In a letter sent to President Joe Biden, more than 500 political appointees and staff members from various government agencies voiced their protest against the administration’s backing of Israel’s war in the Gaza Strip. The letter, which adds to the growing dissent within the government, urges President Biden to seek an immediate cease-fire in Gaza and to pressure Israel to allow humanitarian aid into the area.
This protest letter is just one among several that have been sent by officials throughout the Biden administration, including three internal memos to Secretary of State Antony Blinken signed by numerous State Department employees and an open letter signed by over 1,000 employees of the U.S. Agency for International Development.
The signatories of the letter submitted on Tuesday, as well as those involved in circulating a similar letter among USAID employees, have chosen to remain anonymous due to concerns for their personal safety and job security. While the dissent cables from the State Department require signatories to disclose their names, these cables have not been made public.
Despite the Biden administration’s recent expression of concern for the large number of Palestinian civilian casualties and appeals for Israel to exercise restraint, this growing criticism seems to have little effect on many U.S. officials.
The letter, which The New York Times has reviewed, begins by condemning the attacks by Hamas on October 7 and goes on to implore President Biden to put an end to the bloodshed caused by Israel’s retaliatory military campaign in Gaza.
It calls on the president to demand a cease-fire, to de-escalate the conflict by securing the release of Israeli hostages and arbitrarily detained Palestinians, to restore basic services like water and electricity, and to ensure the passage of sufficient humanitarian aid to Gaza.
Even after delivering the letter to Biden, the organizers continue to collect signatures, with approximately 100 more names added by Tuesday afternoon. According to two political appointees involved in organizing the letter, the majority of the signatories are political appointees from diverse backgrounds who work in various government roles, from the National Security Council to the FBI and the Justice Department.
Some of these signatories had played a role in Biden’s election in 2020 and expressed concerns in interviews that the administration’s support for Israel’s actions in Gaza contradicts the stance of Democratic voters on the issue.
Citing a poll from October, the letter asserts that “the overwhelming majority of Americans support a cease-fire,” with 66% of Americans, including 80% of Democrats, believing that the United States should exert pressure on Israel to achieve a cease-fire. It further emphasizes that Americans do not want to see the U.S. military involved in another costly and senseless war in the Middle East.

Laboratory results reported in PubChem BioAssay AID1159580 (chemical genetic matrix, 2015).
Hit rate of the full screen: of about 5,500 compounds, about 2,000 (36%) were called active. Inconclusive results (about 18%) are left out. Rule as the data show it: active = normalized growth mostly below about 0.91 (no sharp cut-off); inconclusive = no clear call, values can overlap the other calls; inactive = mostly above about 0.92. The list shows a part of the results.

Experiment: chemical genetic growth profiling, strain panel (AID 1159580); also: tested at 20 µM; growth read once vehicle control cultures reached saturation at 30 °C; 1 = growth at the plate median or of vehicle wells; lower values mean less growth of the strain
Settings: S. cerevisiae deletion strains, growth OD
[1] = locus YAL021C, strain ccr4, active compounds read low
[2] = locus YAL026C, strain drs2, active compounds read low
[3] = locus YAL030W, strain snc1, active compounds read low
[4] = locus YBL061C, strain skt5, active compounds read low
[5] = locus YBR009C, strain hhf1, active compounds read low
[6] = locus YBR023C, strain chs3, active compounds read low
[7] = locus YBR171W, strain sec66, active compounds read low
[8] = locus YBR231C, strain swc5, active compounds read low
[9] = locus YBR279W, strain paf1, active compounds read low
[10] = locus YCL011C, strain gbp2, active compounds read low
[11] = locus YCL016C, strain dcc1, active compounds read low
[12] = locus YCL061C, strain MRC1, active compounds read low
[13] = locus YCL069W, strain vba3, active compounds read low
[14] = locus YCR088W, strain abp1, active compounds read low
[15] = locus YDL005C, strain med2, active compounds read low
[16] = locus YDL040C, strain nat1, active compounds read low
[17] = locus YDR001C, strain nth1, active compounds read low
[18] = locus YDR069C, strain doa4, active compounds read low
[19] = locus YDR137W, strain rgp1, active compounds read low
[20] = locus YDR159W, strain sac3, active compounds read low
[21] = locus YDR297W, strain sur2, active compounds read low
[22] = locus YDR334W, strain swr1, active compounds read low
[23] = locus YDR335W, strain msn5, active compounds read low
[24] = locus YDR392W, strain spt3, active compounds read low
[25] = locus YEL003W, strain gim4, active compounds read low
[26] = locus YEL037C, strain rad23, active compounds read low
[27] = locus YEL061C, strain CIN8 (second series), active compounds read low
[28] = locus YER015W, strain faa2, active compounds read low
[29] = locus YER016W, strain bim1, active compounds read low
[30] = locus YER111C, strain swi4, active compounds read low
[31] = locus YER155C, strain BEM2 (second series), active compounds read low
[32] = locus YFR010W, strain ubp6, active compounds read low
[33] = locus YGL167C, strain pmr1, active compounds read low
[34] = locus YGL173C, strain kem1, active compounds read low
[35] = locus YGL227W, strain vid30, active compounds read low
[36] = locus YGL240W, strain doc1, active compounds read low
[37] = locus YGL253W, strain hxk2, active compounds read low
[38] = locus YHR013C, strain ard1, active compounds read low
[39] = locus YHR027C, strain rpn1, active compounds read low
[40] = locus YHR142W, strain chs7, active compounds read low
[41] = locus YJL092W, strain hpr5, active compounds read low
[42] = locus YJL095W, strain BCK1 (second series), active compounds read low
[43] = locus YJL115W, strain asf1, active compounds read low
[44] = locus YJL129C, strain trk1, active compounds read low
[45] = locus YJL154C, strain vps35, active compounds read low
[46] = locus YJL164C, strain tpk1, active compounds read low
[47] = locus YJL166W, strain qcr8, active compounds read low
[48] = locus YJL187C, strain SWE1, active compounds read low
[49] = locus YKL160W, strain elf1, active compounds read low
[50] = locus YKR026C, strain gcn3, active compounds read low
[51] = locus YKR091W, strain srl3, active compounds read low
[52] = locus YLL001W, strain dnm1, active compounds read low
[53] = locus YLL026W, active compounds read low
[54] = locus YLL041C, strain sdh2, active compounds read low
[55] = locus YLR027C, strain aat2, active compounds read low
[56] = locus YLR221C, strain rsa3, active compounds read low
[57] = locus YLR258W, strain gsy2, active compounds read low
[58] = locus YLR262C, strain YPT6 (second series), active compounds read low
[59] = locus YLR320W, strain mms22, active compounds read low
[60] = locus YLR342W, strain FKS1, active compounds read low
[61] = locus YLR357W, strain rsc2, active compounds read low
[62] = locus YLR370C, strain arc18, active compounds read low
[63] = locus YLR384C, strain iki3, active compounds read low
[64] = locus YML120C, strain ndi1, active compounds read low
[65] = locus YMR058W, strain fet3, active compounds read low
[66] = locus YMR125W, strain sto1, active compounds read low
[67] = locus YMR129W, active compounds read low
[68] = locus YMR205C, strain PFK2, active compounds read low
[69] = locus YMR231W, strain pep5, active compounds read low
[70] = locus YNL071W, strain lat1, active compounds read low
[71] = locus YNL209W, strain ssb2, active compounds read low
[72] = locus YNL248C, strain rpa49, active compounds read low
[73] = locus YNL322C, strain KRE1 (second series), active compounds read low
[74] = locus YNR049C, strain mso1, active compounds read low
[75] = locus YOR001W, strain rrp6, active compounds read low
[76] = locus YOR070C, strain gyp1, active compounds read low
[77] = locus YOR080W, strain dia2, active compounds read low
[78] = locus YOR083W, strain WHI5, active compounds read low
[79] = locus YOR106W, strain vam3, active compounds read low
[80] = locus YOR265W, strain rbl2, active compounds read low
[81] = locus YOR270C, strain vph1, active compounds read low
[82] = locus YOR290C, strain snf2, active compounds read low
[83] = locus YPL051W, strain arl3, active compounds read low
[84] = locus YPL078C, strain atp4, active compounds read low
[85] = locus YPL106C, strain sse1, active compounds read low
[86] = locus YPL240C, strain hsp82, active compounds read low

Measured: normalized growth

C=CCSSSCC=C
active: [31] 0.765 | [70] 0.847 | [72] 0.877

The war in Gaza began when Israel launched a ground invasion in response to Hamas’ deadly attacks on October 7, resulting in approximately 1,200 casualties, according to the Israeli government. Gaza’s Health Ministry reports that over 11,000 Palestinians have been killed in Israel’s military offensive thus far.
However, both Biden and Blinken, along with Israeli leadership, oppose a long-term cease-fire, arguing that it would allow Hamas to regroup and plan future attacks. Instead, they advocate for temporary pauses in the fighting to facilitate specific humanitarian missions, such as aid delivery and the release of Israeli hostages. U.S. officials claim to have made greater efforts than any other nation to ensure some aid reaches Gaza.
The two individuals organizing the letter acknowledged that they accepted positions within the administration because President Biden emphasized his desire for a government that better reflects American voters. However, they feel that their concerns and those of other political appointees have largely been disregarded. Some U.S. officials privately affirm that while senior officials welcome dissent, government workers must understand that they will not always agree with U.S. policy.
The opposition regarding Gaza primarily comes from employees in their 20s and 30s, with some older individuals also signing these protest documents. These letters of protest followed a contentious meeting on October 23, where 70 Muslim and Arab political appointees gathered with senior Biden administration officials, including Chief of Staff Jeffrey Zients and Vice President Kamala Harris’ husband, Doug Emhoff.
During the meeting, when asked if they had faced pressure from family or friends to resign over the administration’s support of Israel in the conflict, many attendees raised their hands. Some attendees became emotional as they demanded that the administration call for a cease-fire, limit weapons shipments to Israel’s military, and recognize Palestinian civilian casualties in Gaza.
The memos sent to Blinken at the State Department were internal dissent cables using the established dissent channel, which encourages department employees to express disagreements with official policies. These dissenters are protected from retaliation according to State Department rules.
In response to the internal dissent, Blinken emailed a message to department employees on Monday, acknowledging that some individuals in the department may disagree with the approaches being taken and encouraging them to share their opinions as it helps shape policy and messages.